During her poster presentation, Professor Varocha Mahachai (VM) fielded a number of questions about her study from fellow physicians and other delegates. Her answers are summarized below:
What is the reason for the decline of eradication rates with standard triple therapy? How can we improve H. pylori treatment outcomes?
The eradication rate of standard triple therapy has dropped to below 80% worldwide, which is suboptimal. The main reason is antimicrobial resistance. It is important to know the resistance pattern in a particular location in order to choose the right antibiotics for optimal therapy. Resistance patterns are geographically unique as they are influenced by local doctors' prescription habits and local patients' genetic makeup, among other factors. Alternative and rescue therapies are required to improve the treatment outcome.
What is the role of levofloxacin, a second line therapeutic agent, in the fight against H. pylori infection?
In patients who have failed first-line therapy, the H. pylori strains tend to have high resistance to antibiotics, thus posing a clinical challenge for eradication. Levofloxacin-based second-line therapy can be used as the rescue therapy after failure of first-line therapy. Although the eradication rate associated with levofloxacin-based second-line therapy is only around 63%, the cumulative eradication rate reaches 90%. Extending the duration of therapy from 10 to 14 days may result in a higher eradication rate.
In addition, levofloxacin based triple therapy can be considered as a rescue therapy in locations where bismuth is not available.
What is the optimal duration of levofloxacin-based treatment?
It is different according to countries. Some guidelines (eg, Second Asia-Pacific Consensus Guidelines) recommend a 7-day treatment but an extension to a 10-day treatment is being considered, which is similar to the recommendation in the Maastricht IV/Florence Consensus Report used in Europe. In the United States, the recommendation is a 14-day regimen. Extending treatment duration to 14 days may increase the eradication rate, but it really depends on how well the patient can tolerate the side effects of the longer regimen schedule.
Has levofloxacin-based triple therapy been shown to increase patient compliance and should it be considered as first-line treatment?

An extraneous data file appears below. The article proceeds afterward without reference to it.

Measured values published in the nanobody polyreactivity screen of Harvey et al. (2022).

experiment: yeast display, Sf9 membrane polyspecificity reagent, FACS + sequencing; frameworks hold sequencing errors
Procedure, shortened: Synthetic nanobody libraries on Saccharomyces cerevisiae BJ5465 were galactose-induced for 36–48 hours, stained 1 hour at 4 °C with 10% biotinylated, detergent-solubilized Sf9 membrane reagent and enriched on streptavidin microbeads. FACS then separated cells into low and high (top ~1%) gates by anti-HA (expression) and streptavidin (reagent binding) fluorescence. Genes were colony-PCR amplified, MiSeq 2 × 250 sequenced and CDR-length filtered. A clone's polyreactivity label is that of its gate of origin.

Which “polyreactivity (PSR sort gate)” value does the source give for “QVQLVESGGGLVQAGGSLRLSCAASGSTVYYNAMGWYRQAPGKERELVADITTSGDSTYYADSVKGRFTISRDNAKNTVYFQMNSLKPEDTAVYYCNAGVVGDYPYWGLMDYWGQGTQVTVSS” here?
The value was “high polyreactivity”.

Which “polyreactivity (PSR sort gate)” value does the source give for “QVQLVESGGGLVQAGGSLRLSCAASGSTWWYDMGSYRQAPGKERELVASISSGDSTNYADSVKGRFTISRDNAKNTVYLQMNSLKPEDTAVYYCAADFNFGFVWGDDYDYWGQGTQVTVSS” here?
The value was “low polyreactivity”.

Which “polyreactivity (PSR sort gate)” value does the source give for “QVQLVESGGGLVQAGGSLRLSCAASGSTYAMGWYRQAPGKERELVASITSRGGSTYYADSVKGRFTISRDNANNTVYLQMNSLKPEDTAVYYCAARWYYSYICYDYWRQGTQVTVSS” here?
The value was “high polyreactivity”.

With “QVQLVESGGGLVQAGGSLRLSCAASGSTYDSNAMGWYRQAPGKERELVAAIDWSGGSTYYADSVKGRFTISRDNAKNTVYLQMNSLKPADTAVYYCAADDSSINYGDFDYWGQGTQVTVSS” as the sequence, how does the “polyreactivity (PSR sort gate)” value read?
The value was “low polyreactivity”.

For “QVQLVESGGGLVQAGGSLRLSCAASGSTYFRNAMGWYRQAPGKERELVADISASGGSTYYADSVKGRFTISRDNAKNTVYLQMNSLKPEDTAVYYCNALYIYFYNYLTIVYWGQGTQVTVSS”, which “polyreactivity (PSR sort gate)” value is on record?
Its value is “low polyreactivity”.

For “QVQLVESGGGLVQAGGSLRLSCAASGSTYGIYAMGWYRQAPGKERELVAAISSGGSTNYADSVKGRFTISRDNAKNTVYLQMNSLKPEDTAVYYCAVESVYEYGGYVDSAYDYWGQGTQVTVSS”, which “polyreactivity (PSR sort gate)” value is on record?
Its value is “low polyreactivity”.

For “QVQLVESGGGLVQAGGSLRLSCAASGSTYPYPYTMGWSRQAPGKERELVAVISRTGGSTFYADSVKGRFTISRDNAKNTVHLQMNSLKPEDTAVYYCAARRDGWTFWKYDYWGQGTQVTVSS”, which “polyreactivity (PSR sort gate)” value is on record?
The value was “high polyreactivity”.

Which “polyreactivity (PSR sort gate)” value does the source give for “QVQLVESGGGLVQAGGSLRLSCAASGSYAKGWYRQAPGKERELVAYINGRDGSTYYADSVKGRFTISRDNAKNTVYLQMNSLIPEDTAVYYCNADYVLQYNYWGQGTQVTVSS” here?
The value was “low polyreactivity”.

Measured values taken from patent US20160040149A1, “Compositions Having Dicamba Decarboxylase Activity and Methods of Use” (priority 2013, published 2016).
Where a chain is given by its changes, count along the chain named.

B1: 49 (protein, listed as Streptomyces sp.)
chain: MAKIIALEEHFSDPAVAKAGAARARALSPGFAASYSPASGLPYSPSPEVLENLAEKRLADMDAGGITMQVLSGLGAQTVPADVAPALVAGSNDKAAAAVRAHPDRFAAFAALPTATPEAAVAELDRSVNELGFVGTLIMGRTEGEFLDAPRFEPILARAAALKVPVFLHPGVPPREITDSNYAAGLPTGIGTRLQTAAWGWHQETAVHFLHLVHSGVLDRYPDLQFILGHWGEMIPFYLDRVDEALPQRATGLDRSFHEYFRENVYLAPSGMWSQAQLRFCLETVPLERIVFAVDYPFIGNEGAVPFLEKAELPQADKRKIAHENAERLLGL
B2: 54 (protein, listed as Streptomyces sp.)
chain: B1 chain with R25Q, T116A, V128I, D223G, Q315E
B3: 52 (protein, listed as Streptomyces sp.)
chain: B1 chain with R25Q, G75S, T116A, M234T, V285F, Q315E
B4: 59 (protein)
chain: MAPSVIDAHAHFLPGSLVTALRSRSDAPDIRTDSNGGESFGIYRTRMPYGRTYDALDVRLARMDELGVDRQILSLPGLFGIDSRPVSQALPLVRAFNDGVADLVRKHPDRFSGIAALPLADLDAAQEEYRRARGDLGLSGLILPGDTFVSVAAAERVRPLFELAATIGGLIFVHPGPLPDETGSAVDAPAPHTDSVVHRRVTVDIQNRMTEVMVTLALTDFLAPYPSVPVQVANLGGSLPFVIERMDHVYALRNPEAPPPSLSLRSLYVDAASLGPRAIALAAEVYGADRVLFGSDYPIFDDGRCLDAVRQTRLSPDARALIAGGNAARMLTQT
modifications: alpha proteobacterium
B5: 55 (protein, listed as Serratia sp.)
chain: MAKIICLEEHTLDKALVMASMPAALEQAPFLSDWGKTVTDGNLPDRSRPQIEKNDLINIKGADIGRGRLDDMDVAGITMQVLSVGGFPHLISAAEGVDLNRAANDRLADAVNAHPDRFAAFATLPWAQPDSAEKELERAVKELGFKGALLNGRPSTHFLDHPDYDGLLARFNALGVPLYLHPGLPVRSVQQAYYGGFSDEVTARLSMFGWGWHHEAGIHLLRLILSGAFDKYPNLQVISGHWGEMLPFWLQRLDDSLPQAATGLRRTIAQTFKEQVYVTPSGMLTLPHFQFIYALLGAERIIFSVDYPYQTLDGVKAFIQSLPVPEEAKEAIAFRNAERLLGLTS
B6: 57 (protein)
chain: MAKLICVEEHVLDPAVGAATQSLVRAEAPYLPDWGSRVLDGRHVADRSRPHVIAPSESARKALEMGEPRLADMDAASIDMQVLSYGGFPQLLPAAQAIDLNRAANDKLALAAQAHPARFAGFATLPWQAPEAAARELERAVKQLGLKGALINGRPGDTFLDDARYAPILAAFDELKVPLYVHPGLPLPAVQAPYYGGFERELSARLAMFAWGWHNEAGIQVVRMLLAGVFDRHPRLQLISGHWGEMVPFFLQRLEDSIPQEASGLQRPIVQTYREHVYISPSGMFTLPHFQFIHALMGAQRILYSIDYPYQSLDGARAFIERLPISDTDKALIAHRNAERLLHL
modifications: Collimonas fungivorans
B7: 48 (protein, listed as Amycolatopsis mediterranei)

Levofloxacin-based triple therapy is a simple regimen—levofloxacin is given only once a day, and amoxicillin and a PPI only twice a day—and is generally well tolerated, so it should be easy for most patients to comply. However, we need more data to support its use as a first-line treatment.
How important are factors such as H. pylori strains, genetic polymorphisms and age in determining treatment options and predicting treatment outcomes in patients?
There is currently no evidence to suggest that any of these factors can influence treatment outcome. Some studies suggested that IL1-polymorphism may be associated with gastric atrophy, resulting in reduced acid secretion and higher eradication rate. On the contrary, CYP2C19 polymorphism may affect the activity of PPIs, thus reducing eradication rate. Increasing the dose of PPI in a regimen to overcome rapid metabolism is an option for increasing eradication rate.
For patients who have failed both first-and second-line treatments, what are the options?
We do not have many studies on third-line treatments after second-line treatment failure. Alternative therapies include bismuth-based quadruple therapy and sequential/concomitant treatment with different combination of antibiotics; treatment will need to be individualized depending on the doctor's therapeutic choices and the patient's tolerability profile.
It is important to note that once H. pylori is successfully eradicated, most patients will remain recurrence free. Education is therefore essential to help patients understand the consequence of H. pylori infection so as to increase their incentive to actively seek treatment for permanent cure.